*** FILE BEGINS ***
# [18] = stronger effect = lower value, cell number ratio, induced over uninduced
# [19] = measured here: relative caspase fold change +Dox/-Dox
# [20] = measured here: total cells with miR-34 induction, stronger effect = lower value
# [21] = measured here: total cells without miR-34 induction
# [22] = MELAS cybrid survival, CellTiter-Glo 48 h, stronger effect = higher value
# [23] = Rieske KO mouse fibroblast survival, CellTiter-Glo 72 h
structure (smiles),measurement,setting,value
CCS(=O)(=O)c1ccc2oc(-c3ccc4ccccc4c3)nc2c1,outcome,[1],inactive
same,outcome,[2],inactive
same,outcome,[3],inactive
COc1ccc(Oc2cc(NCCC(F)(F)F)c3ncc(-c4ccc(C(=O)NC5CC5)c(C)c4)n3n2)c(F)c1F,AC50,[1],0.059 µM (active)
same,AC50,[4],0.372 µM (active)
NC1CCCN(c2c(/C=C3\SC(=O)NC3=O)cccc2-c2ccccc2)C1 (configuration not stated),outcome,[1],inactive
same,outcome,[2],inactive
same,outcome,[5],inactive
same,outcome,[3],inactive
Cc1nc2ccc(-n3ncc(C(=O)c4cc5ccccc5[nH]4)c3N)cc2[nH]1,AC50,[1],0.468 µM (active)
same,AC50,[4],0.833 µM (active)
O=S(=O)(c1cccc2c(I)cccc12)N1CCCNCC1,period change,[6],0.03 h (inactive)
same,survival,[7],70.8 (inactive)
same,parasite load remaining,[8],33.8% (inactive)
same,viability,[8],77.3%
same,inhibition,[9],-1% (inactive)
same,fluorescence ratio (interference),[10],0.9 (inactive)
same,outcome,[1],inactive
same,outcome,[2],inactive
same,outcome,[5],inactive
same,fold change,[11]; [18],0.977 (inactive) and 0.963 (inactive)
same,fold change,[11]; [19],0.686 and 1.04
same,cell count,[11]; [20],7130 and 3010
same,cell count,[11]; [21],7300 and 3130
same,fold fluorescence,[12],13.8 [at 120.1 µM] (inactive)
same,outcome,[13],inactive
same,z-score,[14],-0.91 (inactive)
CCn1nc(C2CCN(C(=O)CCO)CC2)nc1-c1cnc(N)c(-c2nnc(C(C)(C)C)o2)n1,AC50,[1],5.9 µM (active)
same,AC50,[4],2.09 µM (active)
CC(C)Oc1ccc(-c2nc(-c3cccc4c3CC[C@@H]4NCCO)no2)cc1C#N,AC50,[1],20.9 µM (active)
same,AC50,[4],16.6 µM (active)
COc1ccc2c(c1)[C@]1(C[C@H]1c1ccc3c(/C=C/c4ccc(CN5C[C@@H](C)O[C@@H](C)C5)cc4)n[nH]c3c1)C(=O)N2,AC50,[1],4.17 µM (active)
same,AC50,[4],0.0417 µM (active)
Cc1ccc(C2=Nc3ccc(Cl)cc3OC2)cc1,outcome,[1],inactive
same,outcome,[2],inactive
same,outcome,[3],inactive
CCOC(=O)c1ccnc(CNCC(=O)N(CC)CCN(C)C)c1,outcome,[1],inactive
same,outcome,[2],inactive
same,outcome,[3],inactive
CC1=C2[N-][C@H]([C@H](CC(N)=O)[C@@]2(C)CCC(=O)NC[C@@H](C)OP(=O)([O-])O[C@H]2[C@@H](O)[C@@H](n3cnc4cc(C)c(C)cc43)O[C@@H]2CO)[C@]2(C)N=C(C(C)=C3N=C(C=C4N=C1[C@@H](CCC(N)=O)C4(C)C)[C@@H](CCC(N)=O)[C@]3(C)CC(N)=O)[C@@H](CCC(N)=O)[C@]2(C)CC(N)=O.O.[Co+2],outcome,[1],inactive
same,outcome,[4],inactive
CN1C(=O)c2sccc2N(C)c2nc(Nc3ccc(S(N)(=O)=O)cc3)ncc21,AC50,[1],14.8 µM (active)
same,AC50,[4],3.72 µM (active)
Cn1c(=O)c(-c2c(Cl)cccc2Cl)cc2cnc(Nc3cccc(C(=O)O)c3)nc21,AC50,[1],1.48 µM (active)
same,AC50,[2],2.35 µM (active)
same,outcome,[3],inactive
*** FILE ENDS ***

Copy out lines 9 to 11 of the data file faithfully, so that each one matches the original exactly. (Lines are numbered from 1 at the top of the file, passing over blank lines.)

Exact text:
same,outcome,[2],inactive
same,outcome,[3],inactive
COc1ccc(Oc2cc(NCCC(F)(F)F)c3ncc(-c4ccc(C(=O)NC5CC5)c(C)c4)n3n2)c(F)c1F,AC50,[1],0.059 µM (active)